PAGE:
A-Level Results Day: university acceptances down by 2%


Today’s A- Level results day has seen university acceptances across the UK down by 2%, whilst 2017 boasts the first increase in top A* and A grades achieved for the last six years. For the first time in seven years, boys have performed academically better in achieving the top marks, with the gap between boys and girls amounting to 0.5%.

University acceptances were down by 2% this year. Despite this, UCAS has stated that 2017 has seen the second highest number of university acceptances ever recorded, with over 416,000 students awarded a place at a UK university thus far.

In most subjects, the proportion of A* and A grades increased to 26.3%. This 0.5% point increase on last year establishes 2017 as the first year in the last six to mark an improvement in the percentage receiving these grades. Conversely, the pass rate in grades fell to 97.9%, an exact 0.2% point fall.

Boys have gained a higher proportion of the top grades than girls, with a 0.5% disparity between the sexes. Boys achieved 26.6% A* and A grades compared to girls, who achieved 26.1%. This is considered a significant change in statistics, as last year girls held the advantage over boys by 0.3%.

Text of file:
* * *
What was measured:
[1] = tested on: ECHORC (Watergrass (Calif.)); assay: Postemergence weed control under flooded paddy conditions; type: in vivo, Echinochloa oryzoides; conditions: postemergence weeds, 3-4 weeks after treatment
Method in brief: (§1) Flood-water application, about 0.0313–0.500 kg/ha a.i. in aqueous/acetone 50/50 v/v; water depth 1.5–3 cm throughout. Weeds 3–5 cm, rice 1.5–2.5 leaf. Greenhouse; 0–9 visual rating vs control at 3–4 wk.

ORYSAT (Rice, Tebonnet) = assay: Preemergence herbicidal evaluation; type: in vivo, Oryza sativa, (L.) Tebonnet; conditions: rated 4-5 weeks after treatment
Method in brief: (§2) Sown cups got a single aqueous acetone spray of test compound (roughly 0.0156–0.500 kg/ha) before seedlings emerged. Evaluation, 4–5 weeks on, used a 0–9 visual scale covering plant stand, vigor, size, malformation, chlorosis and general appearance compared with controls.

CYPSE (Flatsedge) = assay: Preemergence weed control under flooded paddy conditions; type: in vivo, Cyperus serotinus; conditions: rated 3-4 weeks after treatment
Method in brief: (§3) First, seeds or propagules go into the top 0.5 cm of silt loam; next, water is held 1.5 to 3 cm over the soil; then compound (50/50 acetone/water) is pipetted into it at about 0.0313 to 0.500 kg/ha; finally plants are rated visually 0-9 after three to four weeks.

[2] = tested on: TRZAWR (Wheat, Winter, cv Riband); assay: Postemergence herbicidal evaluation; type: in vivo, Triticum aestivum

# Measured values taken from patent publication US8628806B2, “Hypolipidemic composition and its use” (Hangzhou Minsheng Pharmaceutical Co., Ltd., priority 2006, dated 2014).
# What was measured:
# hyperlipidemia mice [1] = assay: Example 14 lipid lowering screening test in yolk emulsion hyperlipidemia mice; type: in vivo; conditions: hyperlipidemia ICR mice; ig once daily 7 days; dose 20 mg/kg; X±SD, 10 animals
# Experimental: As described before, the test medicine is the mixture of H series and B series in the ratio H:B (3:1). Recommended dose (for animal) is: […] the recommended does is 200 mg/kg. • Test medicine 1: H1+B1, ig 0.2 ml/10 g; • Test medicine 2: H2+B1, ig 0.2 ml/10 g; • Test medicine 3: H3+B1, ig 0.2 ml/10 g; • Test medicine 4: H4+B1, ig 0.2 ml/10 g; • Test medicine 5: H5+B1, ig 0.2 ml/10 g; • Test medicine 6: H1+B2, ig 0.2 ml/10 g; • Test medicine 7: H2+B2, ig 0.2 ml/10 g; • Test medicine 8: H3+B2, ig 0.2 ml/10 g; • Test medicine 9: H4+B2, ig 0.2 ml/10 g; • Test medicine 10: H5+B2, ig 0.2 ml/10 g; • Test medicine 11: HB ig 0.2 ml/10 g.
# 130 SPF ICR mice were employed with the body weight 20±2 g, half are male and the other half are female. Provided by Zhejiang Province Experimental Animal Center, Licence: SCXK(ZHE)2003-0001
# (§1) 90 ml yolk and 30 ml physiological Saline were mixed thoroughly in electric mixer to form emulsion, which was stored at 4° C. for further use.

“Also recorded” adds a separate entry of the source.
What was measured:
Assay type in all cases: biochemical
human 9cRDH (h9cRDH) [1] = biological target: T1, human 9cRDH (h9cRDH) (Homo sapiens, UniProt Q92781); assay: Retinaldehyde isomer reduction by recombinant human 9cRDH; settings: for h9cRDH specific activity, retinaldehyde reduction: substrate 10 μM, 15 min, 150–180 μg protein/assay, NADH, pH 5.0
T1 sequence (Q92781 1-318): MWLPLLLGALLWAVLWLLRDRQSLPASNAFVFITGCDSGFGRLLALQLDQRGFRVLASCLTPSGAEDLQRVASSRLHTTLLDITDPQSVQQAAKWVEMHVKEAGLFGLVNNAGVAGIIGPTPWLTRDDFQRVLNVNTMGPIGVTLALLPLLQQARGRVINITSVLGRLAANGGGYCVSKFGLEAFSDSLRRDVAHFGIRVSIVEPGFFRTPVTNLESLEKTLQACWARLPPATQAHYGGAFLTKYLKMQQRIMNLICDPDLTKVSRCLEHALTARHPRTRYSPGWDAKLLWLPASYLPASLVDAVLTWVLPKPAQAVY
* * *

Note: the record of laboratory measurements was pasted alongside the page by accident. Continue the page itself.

This is the first year of results obtained from the 13 subjects which have undergone the restructuring of the A-Level process. The reforms were implemented by former Education Secretary Michael Gove. The elimination of AS-Levels with the other new modifications have been cited as the main potential factor for the adjustments in various statistics pertaining to student performance.

Such a change has been identified in English Literature and Language, where the percentage of students achieving a C grade or higher decreased by 3% since last year. Within the statistics regarding the reformed subjects, A*s and A grades have decreased by 0.7% points from 2016. The full implementation of the remaining A-Level course structures is set to be completed by 2020.

Photograph by City of Stoke on Trent Sixth Form College via Flickr and Creative Commons 

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